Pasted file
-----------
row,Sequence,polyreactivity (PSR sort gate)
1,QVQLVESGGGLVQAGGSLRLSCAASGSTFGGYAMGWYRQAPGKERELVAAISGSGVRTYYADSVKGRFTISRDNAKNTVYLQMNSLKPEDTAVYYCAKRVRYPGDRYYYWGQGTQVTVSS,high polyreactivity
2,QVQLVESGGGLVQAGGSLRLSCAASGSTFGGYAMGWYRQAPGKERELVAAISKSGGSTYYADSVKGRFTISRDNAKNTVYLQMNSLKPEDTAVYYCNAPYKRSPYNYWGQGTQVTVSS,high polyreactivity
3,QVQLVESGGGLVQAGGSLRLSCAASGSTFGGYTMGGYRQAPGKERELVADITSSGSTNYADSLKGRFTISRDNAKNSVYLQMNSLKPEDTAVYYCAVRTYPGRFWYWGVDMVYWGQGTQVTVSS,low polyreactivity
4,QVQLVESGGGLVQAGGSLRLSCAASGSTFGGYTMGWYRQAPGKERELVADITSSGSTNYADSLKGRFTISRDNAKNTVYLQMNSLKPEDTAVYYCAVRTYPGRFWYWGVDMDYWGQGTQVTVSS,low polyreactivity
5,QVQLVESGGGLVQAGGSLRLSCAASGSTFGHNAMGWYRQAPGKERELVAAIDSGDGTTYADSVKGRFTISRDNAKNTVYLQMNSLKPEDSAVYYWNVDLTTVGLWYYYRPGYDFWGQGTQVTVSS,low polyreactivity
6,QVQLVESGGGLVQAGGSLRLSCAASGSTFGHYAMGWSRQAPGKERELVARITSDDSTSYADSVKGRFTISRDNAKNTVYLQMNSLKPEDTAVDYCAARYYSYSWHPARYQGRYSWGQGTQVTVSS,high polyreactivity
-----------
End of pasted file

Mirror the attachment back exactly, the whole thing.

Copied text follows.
row,Sequence,polyreactivity (PSR sort gate)
1,QVQLVESGGGLVQAGGSLRLSCAASGSTFGGYAMGWYRQAPGKERELVAAISGSGVRTYYADSVKGRFTISRDNAKNTVYLQMNSLKPEDTAVYYCAKRVRYPGDRYYYWGQGTQVTVSS,high polyreactivity
2,QVQLVESGGGLVQAGGSLRLSCAASGSTFGGYAMGWYRQAPGKERELVAAISKSGGSTYYADSVKGRFTISRDNAKNTVYLQMNSLKPEDTAVYYCNAPYKRSPYNYWGQGTQVTVSS,high polyreactivity
3,QVQLVESGGGLVQAGGSLRLSCAASGSTFGGYTMGGYRQAPGKERELVADITSSGSTNYADSLKGRFTISRDNAKNSVYLQMNSLKPEDTAVYYCAVRTYPGRFWYWGVDMVYWGQGTQVTVSS,low polyreactivity
4,QVQLVESGGGLVQAGGSLRLSCAASGSTFGGYTMGWYRQAPGKERELVADITSSGSTNYADSLKGRFTISRDNAKNTVYLQMNSLKPEDTAVYYCAVRTYPGRFWYWGVDMDYWGQGTQVTVSS,low polyreactivity
5,QVQLVESGGGLVQAGGSLRLSCAASGSTFGHNAMGWYRQAPGKERELVAAIDSGDGTTYADSVKGRFTISRDNAKNTVYLQMNSLKPEDSAVYYWNVDLTTVGLWYYYRPGYDFWGQGTQVTVSS,low polyreactivity
6,QVQLVESGGGLVQAGGSLRLSCAASGSTFGHYAMGWSRQAPGKERELVARITSDDSTSYADSVKGRFTISRDNAKNTVYLQMNSLKPEDTAVDYCAARYYSYSWHPARYQGRYSWGQGTQVTVSS,high polyreactivity